Video game art history

Aaron Lynch

So you think you know a lot about games? Prove it. The NYU Game Center is accepting applications for its inaugural MFA program, a two-year Master’s in Game Design that allows students to focus their efforts on one of four categories: game design, programming, criticism or visual design.

On February 17th, the Game Center released a practice exam for the public to test game history knowledge using real questions from the Games 101 midterm exam. Games 101 is the MFA’s foundational class about digital and analog games.

The focus of Games 101 is game literacy – to build a shared understanding of the history of games, culturally and aesthetically. The class incorporates lectures, discussion, and writing assignments, but the primary activity of the class is critical play – playing games in order to better understand and appreciate them. In many ways it resembles an art history survey course for games as a creative form.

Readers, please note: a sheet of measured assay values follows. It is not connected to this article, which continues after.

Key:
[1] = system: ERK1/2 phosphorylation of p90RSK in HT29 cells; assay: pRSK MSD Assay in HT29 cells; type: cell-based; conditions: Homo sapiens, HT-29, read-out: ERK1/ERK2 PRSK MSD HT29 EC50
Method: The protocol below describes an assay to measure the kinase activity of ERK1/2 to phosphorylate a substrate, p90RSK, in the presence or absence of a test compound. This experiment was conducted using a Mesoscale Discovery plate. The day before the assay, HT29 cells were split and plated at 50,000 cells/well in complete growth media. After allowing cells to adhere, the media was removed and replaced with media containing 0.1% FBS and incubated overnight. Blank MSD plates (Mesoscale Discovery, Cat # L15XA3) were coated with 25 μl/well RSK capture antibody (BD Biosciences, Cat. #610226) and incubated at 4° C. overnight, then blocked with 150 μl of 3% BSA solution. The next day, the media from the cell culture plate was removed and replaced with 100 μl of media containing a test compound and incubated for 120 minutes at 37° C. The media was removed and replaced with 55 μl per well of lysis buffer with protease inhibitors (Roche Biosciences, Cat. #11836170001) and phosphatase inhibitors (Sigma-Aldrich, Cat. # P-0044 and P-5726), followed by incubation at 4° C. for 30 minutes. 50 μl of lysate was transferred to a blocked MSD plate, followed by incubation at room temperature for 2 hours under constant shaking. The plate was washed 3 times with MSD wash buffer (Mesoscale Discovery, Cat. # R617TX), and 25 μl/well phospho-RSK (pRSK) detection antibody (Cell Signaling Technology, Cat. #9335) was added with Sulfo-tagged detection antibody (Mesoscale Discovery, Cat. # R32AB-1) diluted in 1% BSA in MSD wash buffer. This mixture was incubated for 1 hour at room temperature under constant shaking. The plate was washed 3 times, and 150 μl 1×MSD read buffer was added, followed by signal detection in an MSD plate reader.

When taking the test, I was shocked at the level of detail in the questions as well as the variety of games represented.  The questions led me to believe the class would resemble a video game art history class, where important facts include: the release date, the lead designer/creator, the gaming console it was released on, and its genre classification.

Overall, I got a 50 percent on the test. Womp womp. However, if this test is any indication of the planned curriculum for the Master’s program, I might need to start getting my portfolio ready for 2013.

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